Eco-friendly land development on the rise
Green Transition 13 October 2016 Marjo Ronkainen
In a time of resource scarcity and urbanisation, recycling and land development must go hand in hand. A new technology using recovered materials transforms formerly uninhabitable areas into prime neighbourhoods – benefiting the environment and economies around the world.
Traffic congestion, soaring property prices, severe pollution and rampant illegal construction. These are some of the challenges developing cities like Hanoi, Vietnam, are facing in the wake of booming growth and the resultant acute lack of housing.
Soft ground has made some of the city’s central areas uninhabitable. However, these derelict inner city areas will soon pulse with new life, now that the city has been chosen for a pilot project testing the Finnish UUMA2 programme.
UUMA2 (a Finnish acronym for eco-efficient material solutions and the commercialisation of earthworks with recycled materials) is a programme that aims to replace non-renewable natural resources with recovered materials in earthworks via techniques like mass stabilisation.
So far, a 200-metre stretch in an area once unfit for development has been stabilised in central Hanoi. This eco-friendly and cost-effective solution has not only increased the value of the land but also eased the housing problem. The soft soil does not have to be removed from the construction site, and replacement materials do not have to be hauled on site from great distances, all of which minimises the use of natural resources and the need for heavy transport.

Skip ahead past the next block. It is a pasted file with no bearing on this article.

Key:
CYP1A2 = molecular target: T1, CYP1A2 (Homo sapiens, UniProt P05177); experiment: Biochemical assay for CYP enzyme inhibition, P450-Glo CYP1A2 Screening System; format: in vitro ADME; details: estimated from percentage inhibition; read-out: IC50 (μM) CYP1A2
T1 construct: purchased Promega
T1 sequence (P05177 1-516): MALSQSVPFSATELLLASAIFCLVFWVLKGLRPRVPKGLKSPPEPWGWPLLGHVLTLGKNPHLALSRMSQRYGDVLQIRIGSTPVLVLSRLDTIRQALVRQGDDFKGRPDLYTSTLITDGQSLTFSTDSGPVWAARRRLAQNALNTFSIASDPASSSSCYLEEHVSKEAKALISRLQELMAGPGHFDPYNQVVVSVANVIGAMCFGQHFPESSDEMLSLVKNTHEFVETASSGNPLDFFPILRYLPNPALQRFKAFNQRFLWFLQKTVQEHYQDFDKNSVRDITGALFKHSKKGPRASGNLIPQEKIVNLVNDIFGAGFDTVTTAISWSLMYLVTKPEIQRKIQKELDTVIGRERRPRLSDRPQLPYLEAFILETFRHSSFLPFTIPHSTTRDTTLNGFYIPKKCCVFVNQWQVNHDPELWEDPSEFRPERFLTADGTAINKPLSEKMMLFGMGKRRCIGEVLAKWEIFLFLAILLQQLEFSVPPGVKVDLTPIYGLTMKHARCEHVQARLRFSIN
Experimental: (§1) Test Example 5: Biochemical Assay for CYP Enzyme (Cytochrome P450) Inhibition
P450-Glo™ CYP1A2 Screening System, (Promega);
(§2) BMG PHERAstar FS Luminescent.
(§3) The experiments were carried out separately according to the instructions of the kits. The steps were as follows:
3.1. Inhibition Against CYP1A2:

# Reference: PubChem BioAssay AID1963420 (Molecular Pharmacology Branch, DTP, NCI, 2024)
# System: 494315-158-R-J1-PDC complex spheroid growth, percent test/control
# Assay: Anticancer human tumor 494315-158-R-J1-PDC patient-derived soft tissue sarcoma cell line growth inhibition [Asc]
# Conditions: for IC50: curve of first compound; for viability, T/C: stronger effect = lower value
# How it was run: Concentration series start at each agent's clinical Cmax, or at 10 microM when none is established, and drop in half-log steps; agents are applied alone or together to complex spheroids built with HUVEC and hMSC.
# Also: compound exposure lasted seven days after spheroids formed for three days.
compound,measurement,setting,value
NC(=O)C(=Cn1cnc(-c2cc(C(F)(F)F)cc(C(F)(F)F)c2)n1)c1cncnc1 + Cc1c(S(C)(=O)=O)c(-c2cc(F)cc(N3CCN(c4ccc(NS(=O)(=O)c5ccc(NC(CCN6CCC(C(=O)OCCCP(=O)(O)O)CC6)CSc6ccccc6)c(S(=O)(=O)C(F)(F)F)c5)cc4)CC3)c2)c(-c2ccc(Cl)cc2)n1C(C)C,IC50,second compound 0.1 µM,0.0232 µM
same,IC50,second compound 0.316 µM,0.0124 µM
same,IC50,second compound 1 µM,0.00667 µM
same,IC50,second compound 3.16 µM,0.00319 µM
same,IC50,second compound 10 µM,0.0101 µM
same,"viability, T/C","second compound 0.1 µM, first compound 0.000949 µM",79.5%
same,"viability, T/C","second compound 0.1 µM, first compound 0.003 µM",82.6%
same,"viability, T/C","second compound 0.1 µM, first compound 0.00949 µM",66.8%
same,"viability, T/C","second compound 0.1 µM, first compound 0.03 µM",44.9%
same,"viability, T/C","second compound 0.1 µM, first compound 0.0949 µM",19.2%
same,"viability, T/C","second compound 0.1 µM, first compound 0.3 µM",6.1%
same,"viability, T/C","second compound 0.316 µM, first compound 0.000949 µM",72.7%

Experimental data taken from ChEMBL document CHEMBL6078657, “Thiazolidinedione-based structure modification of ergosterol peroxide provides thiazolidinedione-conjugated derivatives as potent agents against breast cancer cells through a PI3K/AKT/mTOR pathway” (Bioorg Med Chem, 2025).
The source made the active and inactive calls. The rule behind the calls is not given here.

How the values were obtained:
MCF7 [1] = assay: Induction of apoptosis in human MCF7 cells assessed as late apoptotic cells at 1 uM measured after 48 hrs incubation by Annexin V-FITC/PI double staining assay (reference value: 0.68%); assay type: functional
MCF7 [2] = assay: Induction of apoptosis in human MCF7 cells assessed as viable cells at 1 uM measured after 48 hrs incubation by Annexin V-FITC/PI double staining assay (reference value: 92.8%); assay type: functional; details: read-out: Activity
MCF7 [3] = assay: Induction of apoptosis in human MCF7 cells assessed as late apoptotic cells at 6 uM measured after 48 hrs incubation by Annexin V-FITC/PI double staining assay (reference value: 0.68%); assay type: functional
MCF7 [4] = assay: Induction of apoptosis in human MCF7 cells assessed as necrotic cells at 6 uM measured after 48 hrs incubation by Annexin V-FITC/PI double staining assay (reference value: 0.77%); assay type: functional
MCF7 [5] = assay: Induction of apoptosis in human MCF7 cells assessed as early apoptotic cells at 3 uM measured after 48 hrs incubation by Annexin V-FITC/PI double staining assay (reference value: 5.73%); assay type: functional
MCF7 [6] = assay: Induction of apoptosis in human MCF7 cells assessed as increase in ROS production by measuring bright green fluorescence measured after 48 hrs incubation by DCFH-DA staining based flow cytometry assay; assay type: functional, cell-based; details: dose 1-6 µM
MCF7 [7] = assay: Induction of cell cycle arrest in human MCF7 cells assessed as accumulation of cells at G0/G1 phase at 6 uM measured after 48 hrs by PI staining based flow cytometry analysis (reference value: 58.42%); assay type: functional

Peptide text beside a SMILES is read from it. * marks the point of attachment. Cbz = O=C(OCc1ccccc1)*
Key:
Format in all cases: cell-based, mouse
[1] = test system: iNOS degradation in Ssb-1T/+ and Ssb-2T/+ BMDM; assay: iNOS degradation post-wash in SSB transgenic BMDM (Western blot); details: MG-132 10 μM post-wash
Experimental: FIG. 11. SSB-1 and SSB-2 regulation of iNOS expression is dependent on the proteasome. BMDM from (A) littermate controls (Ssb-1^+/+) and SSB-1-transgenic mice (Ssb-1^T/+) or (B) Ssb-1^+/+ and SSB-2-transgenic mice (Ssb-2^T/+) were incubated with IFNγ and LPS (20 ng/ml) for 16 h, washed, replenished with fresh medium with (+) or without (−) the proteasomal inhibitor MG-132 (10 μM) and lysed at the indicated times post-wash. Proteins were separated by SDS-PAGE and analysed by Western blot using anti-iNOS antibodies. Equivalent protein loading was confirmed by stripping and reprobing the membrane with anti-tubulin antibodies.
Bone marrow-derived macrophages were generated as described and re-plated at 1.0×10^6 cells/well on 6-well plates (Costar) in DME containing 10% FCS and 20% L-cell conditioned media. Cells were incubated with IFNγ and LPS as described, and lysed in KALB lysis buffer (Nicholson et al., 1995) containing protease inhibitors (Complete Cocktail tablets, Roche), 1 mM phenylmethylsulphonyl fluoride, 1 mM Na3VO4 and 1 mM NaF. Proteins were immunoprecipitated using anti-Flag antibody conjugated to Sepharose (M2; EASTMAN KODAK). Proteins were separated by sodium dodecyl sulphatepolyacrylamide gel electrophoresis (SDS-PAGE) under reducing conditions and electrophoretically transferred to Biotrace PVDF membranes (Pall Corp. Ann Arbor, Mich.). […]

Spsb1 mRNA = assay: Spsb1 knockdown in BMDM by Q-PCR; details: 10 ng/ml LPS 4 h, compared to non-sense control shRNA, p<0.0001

Leena Korkiala-Tanttu, Professor of Geotechnical Engineering at Aalto University, Finland, is one of the researchers involved in the project. She explains the fundamentals: “By using cement or ash as binders instead of natural rock resources, for example, we can optimise the properties of our construction materials. Local soil conditions and climate mean the exact recipe is always project-specific, so our main focus is to gain a thorough insight into the properties of all the UUMA materials, so that we can create the best match in each particular case,” she says.
The binder and soil materials are acquired from surplus ground, industrial by-products and waste, as well as from mildly contaminated soil and materials from old earthworks. These can be used as they are or as components for replacing untouched rock material or improving soil properties.
Pilot projects lead the way
Ramboll Finland has developed the UUMA technology over the past 20 years. One of the major pilot projects is being conducted in Jätkäsaari, a former cargo port on the southern peninsula of Finland’s fast-growing capital, Helsinki. The area is now being transformed into a dense urban district that will house 17,000 inhabitants when finished in 2025.
Through UUMA technology, areas like Jätkäsaari that are undeveloped due to difficult soil conditions can now be transformed into urban zones. Sediments from the nearby sea are used to stabilise the area, making the process cheaper and more eco-friendly.
Many other cities worldwide are struggling with housing shortages, and developing urban areas neglected due to technical difficulties is key to solving the problem.
In Vietnam, ground stabilisation was an unknown method with no common standards for using the technology until the country got involved in the UUMA2 programme. Today, plans are in place for setting standards that will help make the technology more widespread.
“The UUMA2 programme has great potential for many countries that are struggling with few natural resources or resources of a low quality. For example, countries like the Netherlands, Russia and the Baltic countries could all benefit from this know-how and technique in the near future,” says professor Leena Korkiala-Tanttu.